Slider + Cutter = Slutter


#1

Hey all. Pustulio’s knuckleball video inspired me to do something similar. What I am trying to find out with this video is how difficult this pitch is to learn. This is a “feel” pitch that came pretty naturally to me so I am not sure of it’s “teachability”. It kind of developed for me out of trial and error and completely changed my career. I went from a back of the rotation righty throwing in the mid 80’s with no strike out pitch to speak of, to finally having a legit breaking pitch I could throw to lefty’s and righty’s. After adding a few mph’s and getting to upper 80’s topping at 90 the addition of this pitch turned me into our #1 and a DII first team all-american and leading the nation in W’s. Not trying to toot my horn here, just saying that it truly changed my career. Here’s what I consider to be the biggest advantages with the cutter:

  1. late subtle break makes this a “bad contact” pitch and great in double play situations. Pitching to contact also creates early count outs. Crash Davis once told me that strikeouts are boring and fascist, I would agree.

  2. Minimal supination helps protect the elbow and fastball wrist action at release helps disguise the pitch. Opposing hitters in intersquad games would always comment on how it looked just like a FB out of the hand.

Anyways, for those of you who like to experiment please give this a shot and let me know what you think. Feel free to ask questions if there is something that you aren’t quite getting.


#2

Sweet, I’ll have to give it a try.


#3

I think I’ll give it a shot. LOL @ the name. SLUTter


#4

Easy with the language here guys lol theres kids to worry about. I believe Jonathan Papelbon says he throws a “(discreet word)ter”.

Following some research…came up inconclusive. But i do remember reading someone threw a (discreet word)ter just not sure who.


#5

will probably be popular with the guys but the pitch could develop a bad reputation. sounds like you’ll get drafted when you become eligibe. are you a jr this year.


#6

lol, sorry if I didn’t make it clear. I am actually 29 yrs. old and am the owner of a baseball facility up north. I am trying to decide if I want to try to teach this type of pitch to my high school team. I only posted the video because it is much easier to describe what I am talking about that way as opposed to typing it out.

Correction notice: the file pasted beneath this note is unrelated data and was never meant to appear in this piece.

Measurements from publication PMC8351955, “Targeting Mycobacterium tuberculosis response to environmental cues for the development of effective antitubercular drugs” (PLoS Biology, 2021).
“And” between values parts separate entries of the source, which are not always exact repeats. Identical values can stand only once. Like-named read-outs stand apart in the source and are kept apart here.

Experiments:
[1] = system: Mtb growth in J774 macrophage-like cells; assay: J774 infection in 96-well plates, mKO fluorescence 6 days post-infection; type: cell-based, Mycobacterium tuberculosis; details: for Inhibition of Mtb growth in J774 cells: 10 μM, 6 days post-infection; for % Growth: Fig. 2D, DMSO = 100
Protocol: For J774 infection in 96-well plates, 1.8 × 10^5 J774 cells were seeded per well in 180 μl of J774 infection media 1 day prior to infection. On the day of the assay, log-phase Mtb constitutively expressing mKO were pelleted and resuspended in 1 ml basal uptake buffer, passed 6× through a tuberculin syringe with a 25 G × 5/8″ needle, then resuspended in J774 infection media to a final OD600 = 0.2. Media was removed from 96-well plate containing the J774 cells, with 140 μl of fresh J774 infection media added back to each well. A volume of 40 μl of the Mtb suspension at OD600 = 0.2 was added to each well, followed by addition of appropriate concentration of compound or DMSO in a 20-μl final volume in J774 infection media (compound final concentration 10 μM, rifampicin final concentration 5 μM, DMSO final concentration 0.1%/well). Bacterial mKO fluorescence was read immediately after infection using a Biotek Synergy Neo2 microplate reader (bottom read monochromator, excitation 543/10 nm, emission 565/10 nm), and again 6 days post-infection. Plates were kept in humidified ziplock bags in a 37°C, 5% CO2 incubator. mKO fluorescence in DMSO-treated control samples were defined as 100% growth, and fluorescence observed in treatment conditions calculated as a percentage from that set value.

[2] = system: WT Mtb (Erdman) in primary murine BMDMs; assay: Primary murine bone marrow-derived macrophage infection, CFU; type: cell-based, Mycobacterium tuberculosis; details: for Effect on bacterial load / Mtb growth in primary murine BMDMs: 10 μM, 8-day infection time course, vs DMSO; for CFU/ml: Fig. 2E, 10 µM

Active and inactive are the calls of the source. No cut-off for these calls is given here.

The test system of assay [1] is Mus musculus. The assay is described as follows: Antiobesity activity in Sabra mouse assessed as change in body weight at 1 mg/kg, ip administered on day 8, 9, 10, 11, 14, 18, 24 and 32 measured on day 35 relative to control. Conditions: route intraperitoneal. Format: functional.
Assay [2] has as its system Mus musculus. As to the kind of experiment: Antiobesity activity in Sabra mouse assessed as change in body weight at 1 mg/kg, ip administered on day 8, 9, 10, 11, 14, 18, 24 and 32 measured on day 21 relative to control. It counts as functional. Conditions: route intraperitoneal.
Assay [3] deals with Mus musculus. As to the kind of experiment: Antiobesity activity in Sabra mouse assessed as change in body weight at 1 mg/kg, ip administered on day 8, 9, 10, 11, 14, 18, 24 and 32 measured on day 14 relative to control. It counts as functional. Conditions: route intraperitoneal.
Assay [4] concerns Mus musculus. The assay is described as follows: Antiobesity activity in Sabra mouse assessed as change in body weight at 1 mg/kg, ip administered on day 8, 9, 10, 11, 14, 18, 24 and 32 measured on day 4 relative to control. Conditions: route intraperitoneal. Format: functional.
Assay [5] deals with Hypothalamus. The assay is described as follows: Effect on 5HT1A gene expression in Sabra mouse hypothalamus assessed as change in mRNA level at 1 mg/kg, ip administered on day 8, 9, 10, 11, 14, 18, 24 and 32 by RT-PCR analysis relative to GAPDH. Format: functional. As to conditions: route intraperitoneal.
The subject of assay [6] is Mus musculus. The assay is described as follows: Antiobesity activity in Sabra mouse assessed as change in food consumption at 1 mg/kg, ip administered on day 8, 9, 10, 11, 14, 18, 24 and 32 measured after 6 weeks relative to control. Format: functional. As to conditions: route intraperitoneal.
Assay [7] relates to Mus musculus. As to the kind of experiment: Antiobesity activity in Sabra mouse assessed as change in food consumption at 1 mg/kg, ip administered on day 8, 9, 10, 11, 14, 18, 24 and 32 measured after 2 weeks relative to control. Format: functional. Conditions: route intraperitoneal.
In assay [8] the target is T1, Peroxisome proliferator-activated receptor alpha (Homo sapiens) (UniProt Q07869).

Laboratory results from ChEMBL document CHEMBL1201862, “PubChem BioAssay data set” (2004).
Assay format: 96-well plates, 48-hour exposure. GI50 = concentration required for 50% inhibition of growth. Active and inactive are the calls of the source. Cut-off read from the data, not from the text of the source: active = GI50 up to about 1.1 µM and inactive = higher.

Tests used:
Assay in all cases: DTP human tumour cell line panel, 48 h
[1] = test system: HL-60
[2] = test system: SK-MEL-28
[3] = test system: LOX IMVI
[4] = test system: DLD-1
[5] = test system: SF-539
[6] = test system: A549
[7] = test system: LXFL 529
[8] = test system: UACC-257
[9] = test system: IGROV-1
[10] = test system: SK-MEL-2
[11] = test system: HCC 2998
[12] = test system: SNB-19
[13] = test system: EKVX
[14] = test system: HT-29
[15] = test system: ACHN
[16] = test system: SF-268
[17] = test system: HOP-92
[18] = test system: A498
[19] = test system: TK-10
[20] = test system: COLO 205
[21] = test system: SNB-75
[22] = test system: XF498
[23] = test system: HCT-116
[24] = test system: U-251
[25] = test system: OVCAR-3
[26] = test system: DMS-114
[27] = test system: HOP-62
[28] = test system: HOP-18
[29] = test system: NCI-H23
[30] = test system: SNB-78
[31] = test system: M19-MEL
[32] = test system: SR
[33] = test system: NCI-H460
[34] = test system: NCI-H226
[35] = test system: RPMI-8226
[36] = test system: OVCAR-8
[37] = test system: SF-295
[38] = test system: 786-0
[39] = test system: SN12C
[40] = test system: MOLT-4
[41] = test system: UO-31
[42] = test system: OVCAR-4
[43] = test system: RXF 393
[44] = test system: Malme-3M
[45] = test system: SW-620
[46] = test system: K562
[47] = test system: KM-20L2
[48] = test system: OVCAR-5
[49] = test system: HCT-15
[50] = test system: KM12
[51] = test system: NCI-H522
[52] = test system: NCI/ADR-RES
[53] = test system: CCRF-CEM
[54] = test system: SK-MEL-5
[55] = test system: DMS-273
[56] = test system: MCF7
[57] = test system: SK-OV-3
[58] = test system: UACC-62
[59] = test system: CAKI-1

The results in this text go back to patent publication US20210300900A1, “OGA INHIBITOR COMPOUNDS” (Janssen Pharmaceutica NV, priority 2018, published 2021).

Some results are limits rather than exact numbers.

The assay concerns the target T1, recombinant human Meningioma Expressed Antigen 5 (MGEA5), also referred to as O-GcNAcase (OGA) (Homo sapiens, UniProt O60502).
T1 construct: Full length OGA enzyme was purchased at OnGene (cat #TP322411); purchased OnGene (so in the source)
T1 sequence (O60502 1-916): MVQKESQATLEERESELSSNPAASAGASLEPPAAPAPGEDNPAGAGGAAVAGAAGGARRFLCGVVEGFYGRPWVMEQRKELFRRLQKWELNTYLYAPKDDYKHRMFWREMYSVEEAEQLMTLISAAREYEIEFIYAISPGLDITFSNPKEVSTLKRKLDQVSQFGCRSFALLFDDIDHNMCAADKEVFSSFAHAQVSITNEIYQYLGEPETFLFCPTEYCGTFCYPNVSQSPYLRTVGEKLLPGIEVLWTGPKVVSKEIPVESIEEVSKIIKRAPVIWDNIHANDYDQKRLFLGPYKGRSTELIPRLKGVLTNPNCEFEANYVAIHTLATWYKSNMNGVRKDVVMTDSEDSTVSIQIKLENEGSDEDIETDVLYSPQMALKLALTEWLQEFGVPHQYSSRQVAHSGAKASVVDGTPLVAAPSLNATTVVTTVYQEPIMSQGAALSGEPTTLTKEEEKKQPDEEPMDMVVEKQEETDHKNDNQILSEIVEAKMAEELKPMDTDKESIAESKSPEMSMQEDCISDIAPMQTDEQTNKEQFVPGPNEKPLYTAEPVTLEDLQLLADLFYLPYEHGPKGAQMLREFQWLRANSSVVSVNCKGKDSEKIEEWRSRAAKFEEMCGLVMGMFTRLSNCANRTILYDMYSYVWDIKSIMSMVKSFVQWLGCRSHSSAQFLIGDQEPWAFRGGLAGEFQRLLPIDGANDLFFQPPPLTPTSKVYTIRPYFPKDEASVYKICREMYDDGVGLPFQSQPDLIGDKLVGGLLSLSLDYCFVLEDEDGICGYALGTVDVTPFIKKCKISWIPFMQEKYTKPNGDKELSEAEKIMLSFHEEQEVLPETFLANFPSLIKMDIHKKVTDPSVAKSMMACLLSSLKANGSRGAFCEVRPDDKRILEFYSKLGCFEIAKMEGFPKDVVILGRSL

#7

i’ll have to give it a try… But hows it related to the slider? I can see the cutter because of the grip but not slider.


#8

You’re actually dealing with two completely different pitches here!
The cutter, or cut fastball, or one’s worst nightmare if you have to face Mariano Rivera, is really more of a hard slider, fast and sharp-breaking. I have known Mr. Rivera to throw his at 97, 98 miles an hour when he’s really on. Your ordinary slider is more of an off-speed pitch—the grip may be similar, but the wrist action is altogether different.
You might want to try one or another of those pitches with a knuckleball grip. You’d really have a different pitch there…for example, the knuckle-curve…or a “slip” pitch, which at bottom is a slider thrown with a knuckleball grip (and you have several such grips to experiment with). In any event, have fun. 8)


#9

Slutter didn’t work for me man.


#10

pitches can be like girlfriends, what works for one guy may not work for another guy. but some work for everybody. it’s kind of like what casey stengal said, i made up my mind, and i made it up both ways.


#11

I will nominate this for post of the year!


#12

You may be dealing with two different pitches, one being a fastball and the other being a breaking ball. Back when baseball first had its start, they didn’t even know there was such a thing as curving the ball for a breaking pitch and had it banned when it was created. Eventually they came around to letting it be thrown. Pitching has come a long way as far as developments of new pitches so I think that this is a very interesting way of experimenting with the ball and I can see how it works. If you ever throw with one of those squish balls for an indoor game for fun and pitch it in a two-seamed grip, it’ll break to the left out of a righty’s hand and the right out of a lefty’s. I think that in effect this transitions well over to an ordinary baseball. After all, a good two-seamer thrown by the Major Leaugers is created by a small snapping of the wrist in the opposite direction like a screw ball.


#13

Yeah just giving him the feedback.